The ATSB has described how an ‘irregularity’ in the elevator control system hit QF 72 while it was in level flight at 37,000 feet over WA yesterday shortly before its emergency landing at Learmonth with dozens of injured passengers.
In lay terms the elevators are control surfaces on the tail of the jet which are critical to stable flight.

The ATSB said today that the pilots “received electronic centralised aircraft monitoring messages relating to some irregularity with the aircraft’s elevator control system.”

The jet with 303 people on board then climbed about 300 feet above its intended flight level where the crew began following the non-normal checklist response actions.

Julian Walshe the ATSB’s director of air safety investigations said “The aircraft is then reported to have abruptly pitched nose down.”

The obvious lines of inquiry for the ATSB now include reviewing any history of faults with this particular A330, and its maintenance history, which should include routine records of parts replacements and other relevant repairs, as well the responses the aircraft made to pilot actions as they brought it under control and then landed it at Learmonth.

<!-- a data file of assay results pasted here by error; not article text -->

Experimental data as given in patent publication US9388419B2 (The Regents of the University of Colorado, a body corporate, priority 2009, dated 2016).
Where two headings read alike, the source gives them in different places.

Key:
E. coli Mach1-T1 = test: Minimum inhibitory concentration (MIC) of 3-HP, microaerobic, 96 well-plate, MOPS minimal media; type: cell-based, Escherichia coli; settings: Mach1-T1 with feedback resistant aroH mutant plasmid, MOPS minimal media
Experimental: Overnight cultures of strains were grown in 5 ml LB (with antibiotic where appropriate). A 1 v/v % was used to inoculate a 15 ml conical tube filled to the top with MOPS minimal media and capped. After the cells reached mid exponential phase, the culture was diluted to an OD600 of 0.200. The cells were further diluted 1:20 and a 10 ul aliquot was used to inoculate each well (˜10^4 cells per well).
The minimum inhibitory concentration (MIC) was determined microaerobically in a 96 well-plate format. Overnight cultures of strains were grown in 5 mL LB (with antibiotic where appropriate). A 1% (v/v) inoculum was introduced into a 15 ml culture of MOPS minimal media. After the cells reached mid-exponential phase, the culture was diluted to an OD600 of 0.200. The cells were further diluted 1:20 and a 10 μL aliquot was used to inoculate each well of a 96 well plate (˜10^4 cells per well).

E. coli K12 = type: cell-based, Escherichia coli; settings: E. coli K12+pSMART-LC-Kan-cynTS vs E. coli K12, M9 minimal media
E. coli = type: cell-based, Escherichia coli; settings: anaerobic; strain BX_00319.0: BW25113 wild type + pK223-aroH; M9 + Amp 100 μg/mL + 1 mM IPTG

It is also now abundantly clear that the aircraft dived very steeply and quickly and for many thousands of feet before it returned to near level flight and landed.

This inquiry will be of the highest interest to other operators of the A330 type as well as Qantas.

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